For as long as I can recall, my life has revolved around food. As a child I far preferred to sit and watch my mother cooking our family meals than to accept the invitation to be part of the rough and tumble of the soccer games of my school friends.
As a student, I spent more time in the kitchen than I ever did down at the pub and my humble but creative dinner parties soon became the stuff of undergraduate legend.
As a working adult I climbed the greasy pole to achieve a relative degree of comfort and success in publishing. However, my happiest times were always spent either at home pondering over my collection of cookbooks or scouring my adopted hometown of London to find the latest restaurants.
Now, I have what I and many others consider a dream job. I get to eat for a living and well-known chefs from across the country listen to my opinions of their food as I pass judgment on television shows like Iron Chef America.
It is unsurprising, then, that most of my fondest memories are of terrific meals and that is meals that have marked the signposts to the significant points in my life to date.
What follows are the top 10 meals that changed my life.
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Location: Guadalajara, Mexico
Given how abysmal Mexican food is in London, I always thought that it was a cuisine made up of remains from the back of the fridge. However, the tastes and textures of my first taco de tripa, sampled in Guadalajara, changed all that forever. Crunchy deep-fried pig strips, fiery hot salsa and a dripping of lime juice is an almost unbeatable combination for any jaded palate. I urge you to try one, you can thank me later.
We all have preconceived notions about certain cuisines, and until I dined with polymath Claude Tayag in 2007, I was convinced that Filipino cooking consisted of little more than pork, deep frying and deep fried pork. This writer, artist and gourmand produced a series of dishes at his home in the Pampanga region of the country that managed to transform my opinion of Filipino food from dismissive to hugely respectful. It is still arguably the best meal of my life.
Location: Glasgow, Scotland
There are not many times that a person can say they have eaten a world-famous dish prepared by the man who created it. In 2009, while researching my second book, Eating For Britain, I met with Ali Ahmed Aslam at his restaurant, The Shish Mahal in Glasgow. There he prepared for me a dish of chicken tikka masala, to which he has strong claims to be the inventor. It was as delicious as I imagined and one of my most memorable dining experiences.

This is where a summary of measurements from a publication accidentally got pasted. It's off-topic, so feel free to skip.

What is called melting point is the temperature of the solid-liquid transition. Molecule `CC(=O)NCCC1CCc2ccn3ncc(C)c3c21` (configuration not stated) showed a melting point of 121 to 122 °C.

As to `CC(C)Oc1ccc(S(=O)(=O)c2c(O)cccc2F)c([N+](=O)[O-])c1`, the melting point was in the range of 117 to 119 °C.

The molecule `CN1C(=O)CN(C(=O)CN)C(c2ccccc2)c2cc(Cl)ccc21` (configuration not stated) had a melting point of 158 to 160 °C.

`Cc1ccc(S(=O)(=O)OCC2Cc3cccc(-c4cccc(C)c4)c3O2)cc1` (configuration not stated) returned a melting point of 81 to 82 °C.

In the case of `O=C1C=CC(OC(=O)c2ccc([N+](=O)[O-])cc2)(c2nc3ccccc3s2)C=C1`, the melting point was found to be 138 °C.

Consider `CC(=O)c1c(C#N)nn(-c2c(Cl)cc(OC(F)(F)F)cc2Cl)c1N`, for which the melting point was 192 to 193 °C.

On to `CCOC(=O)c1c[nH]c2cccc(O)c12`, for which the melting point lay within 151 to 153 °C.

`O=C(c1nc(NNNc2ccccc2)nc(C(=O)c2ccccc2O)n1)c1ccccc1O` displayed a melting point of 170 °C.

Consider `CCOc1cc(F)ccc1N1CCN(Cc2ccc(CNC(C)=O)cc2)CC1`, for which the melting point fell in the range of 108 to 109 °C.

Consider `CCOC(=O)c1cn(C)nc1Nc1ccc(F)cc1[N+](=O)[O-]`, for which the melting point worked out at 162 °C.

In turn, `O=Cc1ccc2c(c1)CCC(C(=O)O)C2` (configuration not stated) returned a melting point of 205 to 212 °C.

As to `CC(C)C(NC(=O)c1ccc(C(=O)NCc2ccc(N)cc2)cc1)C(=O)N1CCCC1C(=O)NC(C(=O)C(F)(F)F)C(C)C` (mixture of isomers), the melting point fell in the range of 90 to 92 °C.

Location: New York, New York
I thought I had eaten steak before, but I was wrong. My first bite taken from a slab of medium rare porterhouse at Peter Luger, the world's most famous steakhouse, made me realise what I had been missing. That was in 1992. I have eaten many cows' worth of great beef since that day, but that first taste in Brooklyn changed my life forever.
Location: Marrakech, Morocco
Great meals are not just about good food. They are also about context. A simple meal shared on a train ride from Marrakech to Fez in Morocco was the perfect example as my carriage companions insisted that I share their meal of roast chicken, dried fruits, cheese, and flat breads. As a stranger in a strange land, the hospitality was very welcome and made me determined to be the same to all I met from that day forward.
Location: Extremadura, Spain
If you have not eaten Jamon Iberico from Spain, you have not eaten. It is to my mind the finest food product on Earth, and in 2009 I was lucky enough to be invited to meet one of the greatest producers of this delicacy in the Extremadura region of Western Spain. Tasting slivers of the incredible acorn-flavored ham with its silky ribbon of fat at the source of its production remains one of my greatest-ever eating experiences.
Everybody has a meal they think of when they are homesick, and for me it is traditional British fish and chips. Nowhere is this meal prepared better than in my hometown of Rotherham in Yorkshire. You'll find big slabs of flaky haddock in a beautifully crisp batter with finger-thick chips to help soak up all the vinegar that tradition decrees you should douse over your meal.
Location: Quinta do Noval, Portugal
It was while sitting on the terrace of this famous producer of port that I received a call to say that I had been selected as a judge on the hit Food Network series, The Next Iron Chef. Hearing the exciting news while sipping on white port, nibbling on almonds harvested from trees on the estate and looking down at the expansive Douro Valley marked this simple meal as one of the most memorable of my life to date.
This famous restaurant in the St. Regis Hotel is long gone, but a meal there in 1997 still lingers in the memory as one of the very best of my life and one particular dish, of rabbit and lobster in a Gewuztraminer sauce, still rates as one of the best I have ever eaten. It was accompanied by my first glass of Canadian ice wine--a life-changing taste.
Location: London, England
This classic dish of red lentils is the Indian equivalent of chicken soup and is the go-to meal whenever body or soul are in need of nourishment. In 2006, when life and career pressures had brought me to the brink of a nervous breakdown, it was to this dish I turned for rescue and it was while making it that I decided to quit my career of 20 years and head on the round-the-world adventure that became my first book, Eat My Globe.
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